Karl R. Josker
The Schools Of Buffalo
> Seneca Vocational High School
Karl R. Josker
Seneca Vocational High School
666 E. Delevan Ave. Buffalo
Canon EOS 20D
Canon EF 17-40mm f/4L USM
1/200s f/10.0 at 30.0mm iso400
© 2007 by Karl R. Josker
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Graduation class of 1966. I was in the Industrial Electricity program. I still remember paralleling the generators on the big power panel. When the lights blinked together, you could connect them.
My dad graduated from Seneca in 1927, and when he passed away in 1999, he was still using tools he made in machine shop classes.
I to went to this school and have persued my lifetime ambition of electronics electricity to this day 2011 Febuary 13. I graduated in 1972 and have ever thought of Seneca as the place that made me. Thanks to all the tough and honest teachers who wnadered the halls and rooms.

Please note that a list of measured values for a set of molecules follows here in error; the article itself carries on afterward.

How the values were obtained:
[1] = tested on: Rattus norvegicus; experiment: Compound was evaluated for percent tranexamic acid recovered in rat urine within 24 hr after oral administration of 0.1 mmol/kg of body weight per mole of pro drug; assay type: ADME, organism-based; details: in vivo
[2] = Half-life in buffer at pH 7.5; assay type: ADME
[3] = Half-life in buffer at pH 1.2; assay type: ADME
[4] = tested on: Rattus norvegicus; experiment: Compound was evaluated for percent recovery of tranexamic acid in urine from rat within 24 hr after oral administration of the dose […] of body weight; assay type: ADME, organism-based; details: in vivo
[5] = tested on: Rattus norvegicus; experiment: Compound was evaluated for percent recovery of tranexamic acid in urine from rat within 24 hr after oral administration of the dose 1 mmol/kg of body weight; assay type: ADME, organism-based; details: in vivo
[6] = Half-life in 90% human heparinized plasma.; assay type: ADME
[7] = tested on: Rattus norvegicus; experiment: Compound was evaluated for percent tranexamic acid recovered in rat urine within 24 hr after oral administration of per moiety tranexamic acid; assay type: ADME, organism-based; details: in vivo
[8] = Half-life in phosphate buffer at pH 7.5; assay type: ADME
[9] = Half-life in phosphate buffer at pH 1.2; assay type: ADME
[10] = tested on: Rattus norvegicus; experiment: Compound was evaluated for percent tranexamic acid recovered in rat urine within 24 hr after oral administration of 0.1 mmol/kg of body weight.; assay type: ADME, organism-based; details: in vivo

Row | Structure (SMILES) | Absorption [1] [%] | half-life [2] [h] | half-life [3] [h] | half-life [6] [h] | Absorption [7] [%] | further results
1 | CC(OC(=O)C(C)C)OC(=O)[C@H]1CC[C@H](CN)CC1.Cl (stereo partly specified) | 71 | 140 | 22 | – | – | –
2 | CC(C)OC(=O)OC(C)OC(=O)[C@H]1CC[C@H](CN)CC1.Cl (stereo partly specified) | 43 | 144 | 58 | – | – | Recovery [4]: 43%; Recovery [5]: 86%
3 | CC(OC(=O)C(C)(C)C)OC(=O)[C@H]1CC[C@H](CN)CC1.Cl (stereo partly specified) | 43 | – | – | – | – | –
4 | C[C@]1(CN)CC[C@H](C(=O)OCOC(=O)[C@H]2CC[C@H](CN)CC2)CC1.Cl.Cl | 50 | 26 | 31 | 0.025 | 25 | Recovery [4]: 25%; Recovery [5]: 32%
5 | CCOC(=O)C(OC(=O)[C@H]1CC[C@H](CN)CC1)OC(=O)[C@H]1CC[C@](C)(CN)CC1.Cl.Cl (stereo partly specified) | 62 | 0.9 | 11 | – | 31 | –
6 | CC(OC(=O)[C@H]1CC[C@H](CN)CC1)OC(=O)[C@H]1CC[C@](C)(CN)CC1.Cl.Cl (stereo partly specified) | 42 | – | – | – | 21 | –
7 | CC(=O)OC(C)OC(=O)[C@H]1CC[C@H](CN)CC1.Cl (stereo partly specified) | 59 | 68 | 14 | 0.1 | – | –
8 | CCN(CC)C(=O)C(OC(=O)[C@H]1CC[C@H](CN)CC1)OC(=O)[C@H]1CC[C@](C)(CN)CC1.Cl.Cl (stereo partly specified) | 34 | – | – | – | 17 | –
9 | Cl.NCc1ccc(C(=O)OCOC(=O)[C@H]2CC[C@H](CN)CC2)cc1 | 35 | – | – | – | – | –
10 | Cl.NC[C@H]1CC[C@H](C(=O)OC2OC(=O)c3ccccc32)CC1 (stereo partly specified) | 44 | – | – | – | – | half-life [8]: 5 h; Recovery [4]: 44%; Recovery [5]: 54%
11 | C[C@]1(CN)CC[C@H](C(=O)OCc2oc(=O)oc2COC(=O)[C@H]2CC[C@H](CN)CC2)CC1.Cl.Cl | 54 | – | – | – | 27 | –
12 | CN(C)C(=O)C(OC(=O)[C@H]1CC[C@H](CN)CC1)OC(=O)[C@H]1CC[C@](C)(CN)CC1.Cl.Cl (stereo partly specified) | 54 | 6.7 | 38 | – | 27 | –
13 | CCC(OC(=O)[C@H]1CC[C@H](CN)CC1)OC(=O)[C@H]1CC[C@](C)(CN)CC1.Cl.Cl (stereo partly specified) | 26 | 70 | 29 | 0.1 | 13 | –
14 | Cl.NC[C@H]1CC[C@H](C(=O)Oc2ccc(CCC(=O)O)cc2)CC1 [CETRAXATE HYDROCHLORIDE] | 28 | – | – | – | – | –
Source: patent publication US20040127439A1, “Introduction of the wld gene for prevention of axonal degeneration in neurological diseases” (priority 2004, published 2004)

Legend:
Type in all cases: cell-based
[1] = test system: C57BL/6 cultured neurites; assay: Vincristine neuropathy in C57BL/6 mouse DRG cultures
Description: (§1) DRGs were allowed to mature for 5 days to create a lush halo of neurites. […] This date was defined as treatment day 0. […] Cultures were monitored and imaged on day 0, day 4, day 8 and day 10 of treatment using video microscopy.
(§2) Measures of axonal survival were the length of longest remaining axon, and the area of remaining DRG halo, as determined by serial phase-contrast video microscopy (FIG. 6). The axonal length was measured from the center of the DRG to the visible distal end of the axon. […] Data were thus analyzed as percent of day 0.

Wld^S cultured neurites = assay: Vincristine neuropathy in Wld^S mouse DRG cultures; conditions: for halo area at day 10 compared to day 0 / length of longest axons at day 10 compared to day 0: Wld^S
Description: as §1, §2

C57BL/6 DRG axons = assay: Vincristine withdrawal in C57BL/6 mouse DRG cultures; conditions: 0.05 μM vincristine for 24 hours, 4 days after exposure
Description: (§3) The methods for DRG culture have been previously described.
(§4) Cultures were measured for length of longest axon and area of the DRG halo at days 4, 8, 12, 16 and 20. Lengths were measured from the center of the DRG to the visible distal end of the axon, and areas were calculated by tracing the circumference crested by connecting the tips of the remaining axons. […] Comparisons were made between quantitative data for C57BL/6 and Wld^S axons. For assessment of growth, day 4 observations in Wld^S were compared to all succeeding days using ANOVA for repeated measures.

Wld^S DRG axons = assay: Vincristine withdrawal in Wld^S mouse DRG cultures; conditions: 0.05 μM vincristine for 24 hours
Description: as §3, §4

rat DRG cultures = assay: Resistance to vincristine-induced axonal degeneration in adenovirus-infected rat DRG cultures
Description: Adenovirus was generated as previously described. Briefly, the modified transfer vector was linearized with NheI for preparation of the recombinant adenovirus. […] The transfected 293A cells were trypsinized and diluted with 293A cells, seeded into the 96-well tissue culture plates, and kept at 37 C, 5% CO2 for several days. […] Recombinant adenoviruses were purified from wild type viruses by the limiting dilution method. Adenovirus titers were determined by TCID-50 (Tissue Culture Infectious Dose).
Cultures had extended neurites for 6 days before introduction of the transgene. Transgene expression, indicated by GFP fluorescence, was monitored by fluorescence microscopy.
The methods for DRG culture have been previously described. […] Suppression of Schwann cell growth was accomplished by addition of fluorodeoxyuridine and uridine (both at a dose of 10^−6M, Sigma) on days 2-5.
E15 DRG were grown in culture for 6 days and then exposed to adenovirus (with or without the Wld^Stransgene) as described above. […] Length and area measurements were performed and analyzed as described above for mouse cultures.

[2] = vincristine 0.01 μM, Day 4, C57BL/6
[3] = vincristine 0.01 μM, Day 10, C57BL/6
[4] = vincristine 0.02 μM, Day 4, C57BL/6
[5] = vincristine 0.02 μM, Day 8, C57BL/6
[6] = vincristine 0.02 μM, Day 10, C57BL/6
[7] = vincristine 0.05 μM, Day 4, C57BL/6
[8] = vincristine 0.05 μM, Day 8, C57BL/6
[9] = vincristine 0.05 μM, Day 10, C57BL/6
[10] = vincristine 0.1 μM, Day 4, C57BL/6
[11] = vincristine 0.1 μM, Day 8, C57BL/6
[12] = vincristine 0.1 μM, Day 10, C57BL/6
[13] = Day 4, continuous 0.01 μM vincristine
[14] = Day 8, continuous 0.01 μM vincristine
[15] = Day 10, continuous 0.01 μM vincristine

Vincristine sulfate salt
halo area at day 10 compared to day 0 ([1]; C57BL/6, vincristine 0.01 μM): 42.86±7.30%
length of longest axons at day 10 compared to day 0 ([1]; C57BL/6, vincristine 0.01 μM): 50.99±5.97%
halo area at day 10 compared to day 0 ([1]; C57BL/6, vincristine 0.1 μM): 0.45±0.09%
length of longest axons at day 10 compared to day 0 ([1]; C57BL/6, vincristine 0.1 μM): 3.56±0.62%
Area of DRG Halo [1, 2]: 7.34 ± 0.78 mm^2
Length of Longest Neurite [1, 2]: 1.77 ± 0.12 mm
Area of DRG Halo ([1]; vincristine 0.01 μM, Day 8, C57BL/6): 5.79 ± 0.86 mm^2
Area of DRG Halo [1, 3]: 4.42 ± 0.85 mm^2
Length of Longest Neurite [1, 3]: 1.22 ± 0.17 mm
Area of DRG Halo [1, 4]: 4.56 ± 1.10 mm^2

My name is Mike Mantino (firstname.lastname@example.org) and I graduated from this great vocational institution in 1948. Too small for sports, but I remember all my heroes. We had a great football team and our arch rival was Burgard (another great vocational institution). I am of the opinion that the decline of vocational schools in America is a sorry civic disaster. I loved electronics and electricity as a boy and pursued that endeavor (to my great satisfaction) for the entirety of my work life. The root foundation of my noble profession was acquired at Seneca Vocational High School. And I am proud of it. Pitifully, the blue collar worker seemingly was never held in high regard even though the economies of all countries are fully dependent on him. It would bring my aging heart to the brink of euphoria to see someone like Dick Cheney high up on a telephone pole in a raging, sub zero, snow storm working feverishly on a ruptured high voltage line in the undaunting effort to restore electricity to a threatened community. "Go Seneca,Go!"